In more general comments, Ferreira notes how many corporate end users tend toward the "just- in- time" model for facility development.
"Someone will be on a fast track, there's a change, then everything goes on hold," she says. "It's interesting to see how many resurrect – they'll call and say, 'We talked to you a few years ago.' It helps to have that information at hand."
She also notes how each situation is unique – so much so that a "standard sales presentation" rarely proves useful.
"One example is a customer that's very big in providing product to research houses for cancer looking at coming to the States for the first time," she says of a Canadian firm that was looking for one location. "They ended up going to Seattle, which makes no sense at all at first glance. Memphis or Indy would have been best because of uniform distribution to all population centers."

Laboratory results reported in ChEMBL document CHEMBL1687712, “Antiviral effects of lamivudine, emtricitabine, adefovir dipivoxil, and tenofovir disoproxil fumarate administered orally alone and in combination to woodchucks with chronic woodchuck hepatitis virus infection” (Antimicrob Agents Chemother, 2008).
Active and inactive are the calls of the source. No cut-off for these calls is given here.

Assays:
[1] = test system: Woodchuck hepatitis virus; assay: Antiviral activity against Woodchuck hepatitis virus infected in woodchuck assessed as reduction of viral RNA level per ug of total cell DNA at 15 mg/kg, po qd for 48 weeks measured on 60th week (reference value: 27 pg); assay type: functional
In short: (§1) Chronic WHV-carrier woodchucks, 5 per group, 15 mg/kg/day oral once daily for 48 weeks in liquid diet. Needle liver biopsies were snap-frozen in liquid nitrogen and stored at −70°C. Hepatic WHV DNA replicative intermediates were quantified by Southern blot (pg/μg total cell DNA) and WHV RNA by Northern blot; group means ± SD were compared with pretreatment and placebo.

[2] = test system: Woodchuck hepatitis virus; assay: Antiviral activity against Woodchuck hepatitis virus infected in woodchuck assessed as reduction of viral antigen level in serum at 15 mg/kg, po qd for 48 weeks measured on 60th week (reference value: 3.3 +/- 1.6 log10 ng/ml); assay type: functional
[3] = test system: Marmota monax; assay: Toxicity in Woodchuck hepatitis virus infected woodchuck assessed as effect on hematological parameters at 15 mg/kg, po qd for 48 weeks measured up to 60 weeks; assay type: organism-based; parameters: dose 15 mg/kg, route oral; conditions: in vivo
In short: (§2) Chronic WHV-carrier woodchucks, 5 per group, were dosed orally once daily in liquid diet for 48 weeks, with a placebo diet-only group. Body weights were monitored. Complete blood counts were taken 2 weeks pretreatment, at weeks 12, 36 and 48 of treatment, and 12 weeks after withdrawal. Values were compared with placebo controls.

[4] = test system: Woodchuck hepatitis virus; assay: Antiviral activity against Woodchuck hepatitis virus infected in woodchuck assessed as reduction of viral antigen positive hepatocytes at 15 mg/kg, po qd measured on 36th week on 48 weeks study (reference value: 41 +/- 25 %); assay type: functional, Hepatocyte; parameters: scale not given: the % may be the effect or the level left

But the Canada- based firm wanted later night shipping, and fewer border delays. In addition, the pickup time in Seattle was two hours later. And if anything went wrong in the facility, the firm needed to be able to get there quickly. Seattle, it has turned out, "ended up far better," says Ferreira. "They're growing now."
Ferreira also notes that while air service may grab the headlines, guaranteed ground service for regional distribution, with air as a backup option, has been popping up more of late, accounting for as much as 30 percent of the increase in her project activity.
That trend is borne out by FedEx's own project portfolio, which in August added 22 acres (9 hectares) in West Palm Beach, Fla., where a new 120,000- sq.- ft. (11,148- sq.- m.) FedEx Ground facility and 80,000- sq.- ft. (7,432- sq.- m.) FedEx Freight facility will be constructed by July 2007.
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